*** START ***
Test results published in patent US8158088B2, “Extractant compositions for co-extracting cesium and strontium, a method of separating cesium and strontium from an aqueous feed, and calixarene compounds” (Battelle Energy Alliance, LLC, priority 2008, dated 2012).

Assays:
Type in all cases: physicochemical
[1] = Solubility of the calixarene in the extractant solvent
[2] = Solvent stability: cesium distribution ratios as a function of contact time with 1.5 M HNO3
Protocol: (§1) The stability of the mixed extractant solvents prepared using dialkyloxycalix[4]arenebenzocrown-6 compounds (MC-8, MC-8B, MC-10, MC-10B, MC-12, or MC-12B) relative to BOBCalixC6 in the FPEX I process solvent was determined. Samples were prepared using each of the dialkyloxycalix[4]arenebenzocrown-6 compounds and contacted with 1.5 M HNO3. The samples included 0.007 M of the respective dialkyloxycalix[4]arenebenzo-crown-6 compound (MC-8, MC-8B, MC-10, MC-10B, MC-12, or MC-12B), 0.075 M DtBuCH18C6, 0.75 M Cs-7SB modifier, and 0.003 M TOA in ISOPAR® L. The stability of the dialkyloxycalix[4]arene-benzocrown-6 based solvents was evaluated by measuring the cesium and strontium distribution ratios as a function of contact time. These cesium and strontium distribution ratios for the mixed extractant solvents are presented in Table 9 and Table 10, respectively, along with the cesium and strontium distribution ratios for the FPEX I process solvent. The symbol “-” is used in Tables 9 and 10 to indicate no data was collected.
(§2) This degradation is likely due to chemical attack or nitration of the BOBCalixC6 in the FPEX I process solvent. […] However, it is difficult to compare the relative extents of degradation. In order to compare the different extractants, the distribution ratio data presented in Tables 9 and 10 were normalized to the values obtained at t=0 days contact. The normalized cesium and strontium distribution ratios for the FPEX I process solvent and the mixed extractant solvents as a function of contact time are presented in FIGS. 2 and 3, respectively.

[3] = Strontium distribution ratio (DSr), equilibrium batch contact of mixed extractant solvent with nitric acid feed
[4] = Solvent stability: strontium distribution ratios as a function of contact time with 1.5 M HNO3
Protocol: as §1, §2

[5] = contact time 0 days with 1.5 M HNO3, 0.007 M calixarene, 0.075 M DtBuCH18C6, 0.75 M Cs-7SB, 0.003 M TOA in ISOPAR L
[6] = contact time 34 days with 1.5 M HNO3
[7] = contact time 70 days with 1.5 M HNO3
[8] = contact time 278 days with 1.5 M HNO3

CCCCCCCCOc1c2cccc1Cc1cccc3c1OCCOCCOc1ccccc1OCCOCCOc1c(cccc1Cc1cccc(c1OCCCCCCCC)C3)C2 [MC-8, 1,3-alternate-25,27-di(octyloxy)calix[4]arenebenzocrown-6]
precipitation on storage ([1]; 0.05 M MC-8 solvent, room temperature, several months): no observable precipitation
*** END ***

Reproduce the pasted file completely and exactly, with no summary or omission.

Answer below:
Test results published in patent US8158088B2, “Extractant compositions for co-extracting cesium and strontium, a method of separating cesium and strontium from an aqueous feed, and calixarene compounds” (Battelle Energy Alliance, LLC, priority 2008, dated 2012).

Assays:
Type in all cases: physicochemical
[1] = Solubility of the calixarene in the extractant solvent
[2] = Solvent stability: cesium distribution ratios as a function of contact time with 1.5 M HNO3
Protocol: (§1) The stability of the mixed extractant solvents prepared using dialkyloxycalix[4]arenebenzocrown-6 compounds (MC-8, MC-8B, MC-10, MC-10B, MC-12, or MC-12B) relative to BOBCalixC6 in the FPEX I process solvent was determined. Samples were prepared using each of the dialkyloxycalix[4]arenebenzocrown-6 compounds and contacted with 1.5 M HNO3. The samples included 0.007 M of the respective dialkyloxycalix[4]arenebenzo-crown-6 compound (MC-8, MC-8B, MC-10, MC-10B, MC-12, or MC-12B), 0.075 M DtBuCH18C6, 0.75 M Cs-7SB modifier, and 0.003 M TOA in ISOPAR® L. The stability of the dialkyloxycalix[4]arene-benzocrown-6 based solvents was evaluated by measuring the cesium and strontium distribution ratios as a function of contact time. These cesium and strontium distribution ratios for the mixed extractant solvents are presented in Table 9 and Table 10, respectively, along with the cesium and strontium distribution ratios for the FPEX I process solvent. The symbol “-” is used in Tables 9 and 10 to indicate no data was collected.
(§2) This degradation is likely due to chemical attack or nitration of the BOBCalixC6 in the FPEX I process solvent. […] However, it is difficult to compare the relative extents of degradation. In order to compare the different extractants, the distribution ratio data presented in Tables 9 and 10 were normalized to the values obtained at t=0 days contact. The normalized cesium and strontium distribution ratios for the FPEX I process solvent and the mixed extractant solvents as a function of contact time are presented in FIGS. 2 and 3, respectively.

[3] = Strontium distribution ratio (DSr), equilibrium batch contact of mixed extractant solvent with nitric acid feed
[4] = Solvent stability: strontium distribution ratios as a function of contact time with 1.5 M HNO3
Protocol: as §1, §2

[5] = contact time 0 days with 1.5 M HNO3, 0.007 M calixarene, 0.075 M DtBuCH18C6, 0.75 M Cs-7SB, 0.003 M TOA in ISOPAR L
[6] = contact time 34 days with 1.5 M HNO3
[7] = contact time 70 days with 1.5 M HNO3
[8] = contact time 278 days with 1.5 M HNO3

CCCCCCCCOc1c2cccc1Cc1cccc3c1OCCOCCOc1ccccc1OCCOCCOc1c(cccc1Cc1cccc(c1OCCCCCCCC)C3)C2 [MC-8, 1,3-alternate-25,27-di(octyloxy)calix[4]arenebenzocrown-6]
precipitation on storage ([1]; 0.05 M MC-8 solvent, room temperature, several months): no observable precipitation